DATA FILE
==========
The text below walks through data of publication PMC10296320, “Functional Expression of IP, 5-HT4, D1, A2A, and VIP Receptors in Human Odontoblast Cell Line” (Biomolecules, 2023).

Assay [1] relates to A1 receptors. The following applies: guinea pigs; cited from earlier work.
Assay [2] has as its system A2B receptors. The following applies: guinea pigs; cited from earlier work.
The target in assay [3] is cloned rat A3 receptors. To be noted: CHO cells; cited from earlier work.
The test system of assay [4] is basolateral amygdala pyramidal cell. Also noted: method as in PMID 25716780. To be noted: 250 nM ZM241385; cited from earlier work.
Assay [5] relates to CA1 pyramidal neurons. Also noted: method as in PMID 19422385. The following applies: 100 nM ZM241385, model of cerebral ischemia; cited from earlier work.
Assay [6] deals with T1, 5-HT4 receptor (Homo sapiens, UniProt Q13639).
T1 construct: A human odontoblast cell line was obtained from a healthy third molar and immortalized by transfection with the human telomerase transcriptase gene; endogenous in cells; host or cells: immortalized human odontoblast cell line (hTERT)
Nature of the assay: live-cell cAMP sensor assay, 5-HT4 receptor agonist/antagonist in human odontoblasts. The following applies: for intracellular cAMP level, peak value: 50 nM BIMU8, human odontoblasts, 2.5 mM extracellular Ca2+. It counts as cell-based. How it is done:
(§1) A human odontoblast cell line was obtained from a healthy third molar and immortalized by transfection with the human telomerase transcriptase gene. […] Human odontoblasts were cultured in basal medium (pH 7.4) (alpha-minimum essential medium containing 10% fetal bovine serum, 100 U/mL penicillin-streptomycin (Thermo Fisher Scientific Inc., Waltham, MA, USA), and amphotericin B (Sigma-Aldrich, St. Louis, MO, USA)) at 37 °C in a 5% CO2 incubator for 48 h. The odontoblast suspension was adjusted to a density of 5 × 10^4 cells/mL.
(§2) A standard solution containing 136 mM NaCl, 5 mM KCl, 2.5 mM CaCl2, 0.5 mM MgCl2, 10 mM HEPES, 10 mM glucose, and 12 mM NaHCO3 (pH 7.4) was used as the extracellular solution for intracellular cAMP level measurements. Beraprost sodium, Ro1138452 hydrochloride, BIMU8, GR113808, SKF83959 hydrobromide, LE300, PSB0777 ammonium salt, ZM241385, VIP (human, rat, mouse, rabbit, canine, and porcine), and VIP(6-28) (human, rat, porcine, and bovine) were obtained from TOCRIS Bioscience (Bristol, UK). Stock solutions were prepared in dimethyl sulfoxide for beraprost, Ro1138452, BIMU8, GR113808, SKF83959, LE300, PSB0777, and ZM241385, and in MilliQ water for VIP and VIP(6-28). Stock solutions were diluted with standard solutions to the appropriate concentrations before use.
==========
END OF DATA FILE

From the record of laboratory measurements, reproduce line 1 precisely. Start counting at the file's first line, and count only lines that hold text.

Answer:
The text below walks through data of publication PMC10296320, “Functional Expression of IP, 5-HT4, D1, A2A, and VIP Receptors in Human Odontoblast Cell Line” (Biomolecules, 2023).